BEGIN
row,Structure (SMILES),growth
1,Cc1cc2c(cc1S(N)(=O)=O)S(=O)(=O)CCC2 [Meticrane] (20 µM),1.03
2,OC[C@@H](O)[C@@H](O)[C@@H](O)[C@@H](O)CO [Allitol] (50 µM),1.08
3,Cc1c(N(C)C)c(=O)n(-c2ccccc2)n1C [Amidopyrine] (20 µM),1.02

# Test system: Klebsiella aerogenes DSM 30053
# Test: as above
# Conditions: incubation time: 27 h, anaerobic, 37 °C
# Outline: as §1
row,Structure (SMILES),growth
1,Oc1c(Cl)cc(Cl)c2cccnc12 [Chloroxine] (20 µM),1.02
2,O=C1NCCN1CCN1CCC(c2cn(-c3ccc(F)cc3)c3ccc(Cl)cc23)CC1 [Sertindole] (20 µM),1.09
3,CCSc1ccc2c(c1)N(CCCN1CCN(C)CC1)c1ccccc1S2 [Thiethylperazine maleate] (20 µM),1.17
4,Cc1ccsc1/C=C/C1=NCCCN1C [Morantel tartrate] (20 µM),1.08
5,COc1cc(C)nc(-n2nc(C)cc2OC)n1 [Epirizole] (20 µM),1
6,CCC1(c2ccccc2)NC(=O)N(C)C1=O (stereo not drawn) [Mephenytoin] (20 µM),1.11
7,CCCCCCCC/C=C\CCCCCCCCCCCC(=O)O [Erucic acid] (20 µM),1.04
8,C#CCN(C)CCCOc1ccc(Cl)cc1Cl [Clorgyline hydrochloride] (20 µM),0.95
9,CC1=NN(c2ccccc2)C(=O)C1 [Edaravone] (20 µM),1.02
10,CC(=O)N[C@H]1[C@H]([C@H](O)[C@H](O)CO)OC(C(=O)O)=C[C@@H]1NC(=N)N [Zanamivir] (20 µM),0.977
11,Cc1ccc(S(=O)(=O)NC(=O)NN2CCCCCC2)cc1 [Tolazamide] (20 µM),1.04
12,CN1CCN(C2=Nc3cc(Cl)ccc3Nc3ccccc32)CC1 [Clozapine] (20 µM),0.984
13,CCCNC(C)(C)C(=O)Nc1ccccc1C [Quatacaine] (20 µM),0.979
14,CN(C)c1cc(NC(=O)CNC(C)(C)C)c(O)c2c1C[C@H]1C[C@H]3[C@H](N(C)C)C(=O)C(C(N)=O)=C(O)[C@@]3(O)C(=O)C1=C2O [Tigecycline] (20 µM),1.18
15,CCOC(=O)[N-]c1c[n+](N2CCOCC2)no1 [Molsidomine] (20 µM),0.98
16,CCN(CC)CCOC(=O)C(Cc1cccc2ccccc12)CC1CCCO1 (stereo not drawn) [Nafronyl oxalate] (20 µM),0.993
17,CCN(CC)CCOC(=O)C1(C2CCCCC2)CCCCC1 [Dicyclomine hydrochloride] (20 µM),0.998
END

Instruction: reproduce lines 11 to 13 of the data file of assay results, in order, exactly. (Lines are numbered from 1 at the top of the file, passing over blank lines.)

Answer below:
2,O=C1NCCN1CCN1CCC(c2cn(-c3ccc(F)cc3)c3ccc(Cl)cc23)CC1 [Sertindole] (20 µM),1.09
3,CCSc1ccc2c(c1)N(CCCN1CCN(C)CC1)c1ccccc1S2 [Thiethylperazine maleate] (20 µM),1.17
4,Cc1ccsc1/C=C/C1=NCCCN1C [Morantel tartrate] (20 µM),1.08